The World Today for June 20, 2017



A Mosque, an Advance and Desperate Gambles

At the heart of Mosul’s historic center stands the Great Mosque of al-Nuri, a relic of the 12th Century recognizable by its iconic leaning minaret.

Throughout the city’s history, the mosque had been a source of pride for residents.

But its symbolism quickly grew sinister after Islamic State leader Abu Bakr al-Baghdadi declared the formation of a caliphate in Iraq during a Friday prayer there in 2014.

Today, the Great Mosque symbolizes the last stand of the Islamic State in Iraq. With their backs against a wall, Islamic State fighters have hunkered down in the house of worship, the Washington Post reported.

Iraqi and US military officials recently began their delicate and dangerous advance into the narrow alleyways of Mosul’s Old City, where the mosque stands. After eight months of engaging the militants in a city once held squarely under the jihadists’ control, this last showdown is proving to be the bloodiest and most difficult yet.

The Islamic State began to grow in prominence in Iraq in 2010 after then-President Barack Obama withdrew troops from the country and handed control over to the nascent Iraqi government and its shabby military, recalled the Council on Foreign Relations.

The group took advantage of the state’s vulnerabilities and quickly gained support from thousands of foreign fighters, overrunning strategic outposts and seizing a third of the country.

At the height of its power in 2014, the group controlled almost all of the Tigris-Euphrates river basin, an area similar in size to the United Kingdom, the BBC reported.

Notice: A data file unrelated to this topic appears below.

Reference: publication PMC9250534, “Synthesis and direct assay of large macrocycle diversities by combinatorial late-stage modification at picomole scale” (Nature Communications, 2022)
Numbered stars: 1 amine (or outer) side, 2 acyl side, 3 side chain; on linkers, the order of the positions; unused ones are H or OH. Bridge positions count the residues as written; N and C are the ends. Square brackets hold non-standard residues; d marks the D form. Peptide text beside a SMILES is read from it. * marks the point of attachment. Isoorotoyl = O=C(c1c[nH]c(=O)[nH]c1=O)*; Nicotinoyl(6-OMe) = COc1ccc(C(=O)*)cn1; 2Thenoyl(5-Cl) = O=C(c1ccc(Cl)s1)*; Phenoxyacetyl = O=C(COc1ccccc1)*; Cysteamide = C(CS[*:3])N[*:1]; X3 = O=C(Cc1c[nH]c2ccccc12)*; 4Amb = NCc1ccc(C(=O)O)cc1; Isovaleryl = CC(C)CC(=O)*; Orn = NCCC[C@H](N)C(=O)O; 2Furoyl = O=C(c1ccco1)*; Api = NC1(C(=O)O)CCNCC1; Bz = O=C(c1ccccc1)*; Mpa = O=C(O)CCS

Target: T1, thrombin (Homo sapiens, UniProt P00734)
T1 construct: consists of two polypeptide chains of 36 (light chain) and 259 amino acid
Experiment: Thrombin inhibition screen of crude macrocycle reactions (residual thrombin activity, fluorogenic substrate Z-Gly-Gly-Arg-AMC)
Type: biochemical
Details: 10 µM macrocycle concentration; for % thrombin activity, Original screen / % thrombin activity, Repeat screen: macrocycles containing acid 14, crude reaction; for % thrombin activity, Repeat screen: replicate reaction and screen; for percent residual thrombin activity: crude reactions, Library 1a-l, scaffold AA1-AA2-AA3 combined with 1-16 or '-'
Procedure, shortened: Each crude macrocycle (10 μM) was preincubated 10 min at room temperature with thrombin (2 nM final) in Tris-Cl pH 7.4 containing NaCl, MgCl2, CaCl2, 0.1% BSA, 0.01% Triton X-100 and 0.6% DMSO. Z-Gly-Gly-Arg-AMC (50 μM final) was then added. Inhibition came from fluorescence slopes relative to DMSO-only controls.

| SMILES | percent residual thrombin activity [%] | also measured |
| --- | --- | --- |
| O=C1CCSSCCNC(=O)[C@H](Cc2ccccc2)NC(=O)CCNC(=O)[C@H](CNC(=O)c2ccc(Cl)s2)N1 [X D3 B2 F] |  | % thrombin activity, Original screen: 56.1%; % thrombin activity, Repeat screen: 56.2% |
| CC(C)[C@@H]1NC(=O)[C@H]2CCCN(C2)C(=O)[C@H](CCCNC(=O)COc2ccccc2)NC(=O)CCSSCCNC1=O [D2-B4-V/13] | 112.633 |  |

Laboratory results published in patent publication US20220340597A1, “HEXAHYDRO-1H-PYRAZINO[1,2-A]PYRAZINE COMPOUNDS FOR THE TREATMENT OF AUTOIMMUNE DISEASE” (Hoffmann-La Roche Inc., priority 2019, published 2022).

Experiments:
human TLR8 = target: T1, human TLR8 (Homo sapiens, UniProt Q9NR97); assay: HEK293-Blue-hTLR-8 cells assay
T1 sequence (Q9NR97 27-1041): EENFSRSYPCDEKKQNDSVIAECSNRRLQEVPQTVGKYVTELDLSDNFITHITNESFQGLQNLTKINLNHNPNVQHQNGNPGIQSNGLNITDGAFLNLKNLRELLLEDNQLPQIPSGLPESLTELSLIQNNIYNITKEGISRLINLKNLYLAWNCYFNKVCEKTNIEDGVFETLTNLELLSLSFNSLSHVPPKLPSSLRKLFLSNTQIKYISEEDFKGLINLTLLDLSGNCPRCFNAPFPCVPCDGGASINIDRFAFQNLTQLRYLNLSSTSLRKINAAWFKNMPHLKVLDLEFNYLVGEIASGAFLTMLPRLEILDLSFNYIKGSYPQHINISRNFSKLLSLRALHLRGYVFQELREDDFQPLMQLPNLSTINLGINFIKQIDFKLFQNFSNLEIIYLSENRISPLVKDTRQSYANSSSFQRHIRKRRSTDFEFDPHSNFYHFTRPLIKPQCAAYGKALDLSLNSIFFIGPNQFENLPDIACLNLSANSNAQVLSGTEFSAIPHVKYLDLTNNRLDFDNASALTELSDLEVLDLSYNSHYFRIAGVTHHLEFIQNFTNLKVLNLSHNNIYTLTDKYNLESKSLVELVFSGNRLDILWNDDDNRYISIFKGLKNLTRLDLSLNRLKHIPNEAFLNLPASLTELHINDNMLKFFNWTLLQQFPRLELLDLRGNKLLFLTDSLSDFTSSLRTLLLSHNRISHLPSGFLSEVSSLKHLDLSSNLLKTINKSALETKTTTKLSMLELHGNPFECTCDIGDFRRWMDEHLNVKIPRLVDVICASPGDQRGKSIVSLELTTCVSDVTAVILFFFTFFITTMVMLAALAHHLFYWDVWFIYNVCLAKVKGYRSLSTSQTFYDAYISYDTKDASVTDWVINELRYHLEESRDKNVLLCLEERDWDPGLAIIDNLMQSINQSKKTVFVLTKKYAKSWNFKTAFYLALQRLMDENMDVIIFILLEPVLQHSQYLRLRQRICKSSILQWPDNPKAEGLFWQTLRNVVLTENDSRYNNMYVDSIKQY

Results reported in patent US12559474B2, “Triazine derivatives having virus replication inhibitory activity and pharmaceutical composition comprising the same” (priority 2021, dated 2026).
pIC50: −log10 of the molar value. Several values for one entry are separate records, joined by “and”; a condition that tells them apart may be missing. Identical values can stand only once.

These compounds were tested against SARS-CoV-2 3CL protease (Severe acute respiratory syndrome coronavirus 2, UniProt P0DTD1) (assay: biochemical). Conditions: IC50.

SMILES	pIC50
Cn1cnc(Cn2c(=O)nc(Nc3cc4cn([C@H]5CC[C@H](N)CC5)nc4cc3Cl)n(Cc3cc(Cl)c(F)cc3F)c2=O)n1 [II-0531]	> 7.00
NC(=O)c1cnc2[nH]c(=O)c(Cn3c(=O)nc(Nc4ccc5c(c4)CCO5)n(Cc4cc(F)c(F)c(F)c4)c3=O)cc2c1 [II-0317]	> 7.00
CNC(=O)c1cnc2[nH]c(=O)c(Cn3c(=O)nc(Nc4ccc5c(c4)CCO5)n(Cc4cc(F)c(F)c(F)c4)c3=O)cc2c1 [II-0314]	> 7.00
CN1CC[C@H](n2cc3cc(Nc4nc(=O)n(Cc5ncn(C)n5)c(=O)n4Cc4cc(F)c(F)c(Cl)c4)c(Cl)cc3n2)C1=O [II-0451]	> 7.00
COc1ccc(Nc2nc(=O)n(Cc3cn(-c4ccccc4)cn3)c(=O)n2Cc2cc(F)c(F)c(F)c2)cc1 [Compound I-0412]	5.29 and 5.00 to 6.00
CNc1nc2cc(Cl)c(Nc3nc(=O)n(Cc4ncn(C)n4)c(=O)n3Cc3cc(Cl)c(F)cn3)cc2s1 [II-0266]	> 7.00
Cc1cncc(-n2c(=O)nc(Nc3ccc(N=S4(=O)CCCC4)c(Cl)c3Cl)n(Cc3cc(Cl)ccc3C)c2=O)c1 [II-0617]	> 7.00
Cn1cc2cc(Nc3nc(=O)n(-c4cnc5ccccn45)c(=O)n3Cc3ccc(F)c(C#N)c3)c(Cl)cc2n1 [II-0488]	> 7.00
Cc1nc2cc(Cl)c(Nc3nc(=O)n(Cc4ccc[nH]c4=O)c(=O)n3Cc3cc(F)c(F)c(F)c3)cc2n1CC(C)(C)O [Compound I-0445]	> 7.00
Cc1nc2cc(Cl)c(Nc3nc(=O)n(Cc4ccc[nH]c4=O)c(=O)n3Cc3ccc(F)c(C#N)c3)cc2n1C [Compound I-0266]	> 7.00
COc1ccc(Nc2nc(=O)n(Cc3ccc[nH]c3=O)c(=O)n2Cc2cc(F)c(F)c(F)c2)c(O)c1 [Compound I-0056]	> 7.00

Since then, the US-led international coalition, as well as Iraqi forces, Kurdish militants and other ethnic groups, have regained much of the lost territory in Iraq.

But Islamic State’s desperation has led to more brazen brutality.

In Mosul, the group has entrenched themselves among the 100,000 or so civilians that the UN estimates remain in the city. About 230 civilians have been killed in the past two weeks alone.

Many have perished in US airstrikes, which have seen an uptick during the Trump presidency – sparking tensions with Russia – even though fighting has moved to urban areas.

It’s a recipe for civilian casualties, the New York Times wrote in an op-ed lambasting the administration’s eradication efforts.

Meanwhile, Islamic State snipers shoot down civilians who attempt to flee the rubble and desolation.

Desperate amid food and water shortages, outbreaks of food-borne illness and disease, many have no choice but to gamble their lives for freedom.

Although ground forces have finally begun their careful mission to retake the Old City, many residents fear that time isn’t on their side.

“Tell the security forces to reach us quickly,” one resident pleaded to the Washington Post. “If this lasts until the end of the month, many people will die.”

[siteshare]A Mosque, an Advance and Desperate Gambles[/siteshare]



Broken Alliance

The US-Russia alliance in Syria may be disintegrating.

Russia’s defense ministry said Monday it is suspending coordination with the United States in Syria over so-called “de-confliction zones” after the Americans downed a Syrian government fighter jet over the weekend, and warned it would consider joint coalition aircraft west of the Euphrates River to be military targets.

These warnings “could be posturing,” the New York Times said. But the rising tensions do not bode well, considering that Moscow and Washington remain at loggerheads over the future of Syrian President Bashar al-Assad.

Since 2015, when Russia deployed troops to Syria to prop up Assad’s regime, Moscow and Washington have had an agreement designed to prevent US and Russian forces from clashing, even though they’re backing opposite sides in the Syrian civil war as they jointly battle the Islamic State.